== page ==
Although an internship may lead to a career, the most crucial element is learning.
In a world riddled with uncertainty, it can be rather daunting being a university graduate without prospective employment. A turbulent economy and a high graduate rate often compound this problem, which can lead to a sense of hopelessness and panic amongst young adults. According to Statistics South Africa there were over 3.3 million unemployed young South Africans in 2017 between the ages of 15 and 24, of which 7.3% were graduates.
A feasible solution, which often allows graduates to smoothly transition from tertiary institutions to industry, are internship programmes. These give graduates the opportunity to be hands-on and practice what they have learnt in their field of study. They’re usually mutually beneficial: on the one hand, they allow companies to assess the suitability of interns to their specific requirements while on the other, allow interns to gauge whether they are comfortable with the roles and responsibilities of their potential job.
Internships also play an integral role in career development. Similar to the concept of apprenticeships in the trade guilds, which existed since the 11th century and occurred through crafts and tradesmen taking young learners under their wings, internships allow students and graduates a glimpse into a potential career path.
Internships are also invaluable to young graduates as they provide insight into the various possible careers qualifications can lead to. They also highlight career passions prior to entering the workforce and help interns discover dislikes about a potential career choice. For interns, merging attitude and passion often leads to a successful career, and not just a job, as flourishing companies hire for attitude and train for skill. Self-efficacy, or the belief in oneself and their ability, is vital in proving worth to an employer. During an internship, an intern needs to prove their value to an employer through initiative, commitment and sheer hard work.
“An internship may help you discover whether you fit into the culture of a work organisation. It allows you to experience the work ethic of that company and to see if you are comfortable in that environment,” said Thandeka Nala, Head of the MRP Foundation’s Jump Start programme.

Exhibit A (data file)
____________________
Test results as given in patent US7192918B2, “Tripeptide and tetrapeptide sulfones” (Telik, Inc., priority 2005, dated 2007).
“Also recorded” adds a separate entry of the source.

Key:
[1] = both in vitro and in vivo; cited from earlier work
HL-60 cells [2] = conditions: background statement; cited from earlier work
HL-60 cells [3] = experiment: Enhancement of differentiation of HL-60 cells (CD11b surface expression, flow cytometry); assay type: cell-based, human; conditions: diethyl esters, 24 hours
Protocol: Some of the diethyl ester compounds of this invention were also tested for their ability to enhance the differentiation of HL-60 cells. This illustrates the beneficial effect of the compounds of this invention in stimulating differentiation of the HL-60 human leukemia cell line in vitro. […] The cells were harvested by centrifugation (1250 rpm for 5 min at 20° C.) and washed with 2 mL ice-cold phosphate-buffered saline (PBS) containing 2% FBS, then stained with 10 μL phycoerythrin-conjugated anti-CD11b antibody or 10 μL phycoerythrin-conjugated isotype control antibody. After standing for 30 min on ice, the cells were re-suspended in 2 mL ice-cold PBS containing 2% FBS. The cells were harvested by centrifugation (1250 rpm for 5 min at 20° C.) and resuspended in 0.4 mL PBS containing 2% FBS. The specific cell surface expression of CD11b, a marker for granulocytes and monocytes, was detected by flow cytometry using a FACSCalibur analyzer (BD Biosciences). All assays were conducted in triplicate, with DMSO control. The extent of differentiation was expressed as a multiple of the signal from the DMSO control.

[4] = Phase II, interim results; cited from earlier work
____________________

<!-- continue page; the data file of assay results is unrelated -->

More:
Jump Start is a work readiness programme that develops the skills of unemployed youth and links them to career opportunities in the retail sector and the supply chain.
According to Nala, an internship allows employers to assess potential employees in areas such as work performance, attitude and resilience. “Not only do employers have the opportunity to assess the attitude of a potential employee, but also their perception and ability to deal with realistic situations,” she highlighted.
Although an internship may lead to a career, the most crucial element is learning; learning about the job, what one likes or dislikes, as well as highlighting which skills are lacking or need specialising in.
For Durbanite Khadija Dada, who graduated at the top of the MRP Foundation’s 2017 Professional Retail Programme,
“The programme was really valuable as I had to opportunity to view things from multiple perspectives; from head office, to retail stores and manufacturers. It was a huge learning curve as I gained a deeper understanding of the various role players in the industry.”
Dada who has a B.Com (Marketing) degree, is now employed as a Buyer’s Assistant at a leading Durban-based retailer.
Are you a graduate looking for an opportunity to advance from tertiary education into the working world within the dynamic sphere of retail? MRP Foundation’s Professional Retail Programme exposes young graduates to the fast-paced retail industry, equipping them to become skilled traders and merchants of the future who can succeed in the ever-evolving world of retail. The ten-month internship introduces graduates to the universal principles of retail and its value chain for retail careers in planning, buying and store operations.
The innovative internship is delivered through a unique cloud-based learning platform and a combination of classroom, self-study and group project work, along with six months of hands-on work experience in select retail environments.
If you believe you have the essential qualities required of a Professional Retailer — a positive attitude, strong resilience and boundless passion for retail — then apply for the Professional Retail Programme here.
The internship takes place in Durban starting on 1 August 2018 and spaces are extremely limited. B Com, Retail Studies and Business Management graduates or final year students can apply by midnight May 31, 2018. Modules include Introduction to the World of Retail, The Retail Business System, Product and Pipeline, The Merchandise Cycle and Achieving Results, Trading for Merchants, and Trading for Retailers.
Words: Farzanah Asmal